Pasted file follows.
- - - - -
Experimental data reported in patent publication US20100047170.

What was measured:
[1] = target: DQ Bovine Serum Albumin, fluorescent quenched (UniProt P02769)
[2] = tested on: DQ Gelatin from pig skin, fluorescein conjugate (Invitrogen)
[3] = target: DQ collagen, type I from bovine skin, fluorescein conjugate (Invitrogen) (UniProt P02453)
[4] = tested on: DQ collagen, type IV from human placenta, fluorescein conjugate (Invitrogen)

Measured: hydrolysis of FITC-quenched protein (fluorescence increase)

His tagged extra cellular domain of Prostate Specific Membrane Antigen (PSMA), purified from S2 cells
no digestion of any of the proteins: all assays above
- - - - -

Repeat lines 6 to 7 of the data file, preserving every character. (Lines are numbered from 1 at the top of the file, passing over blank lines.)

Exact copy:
[4] = tested on: DQ collagen, type IV from human placenta, fluorescein conjugate (Invitrogen)

Measured: hydrolysis of FITC-quenched protein (fluorescence increase)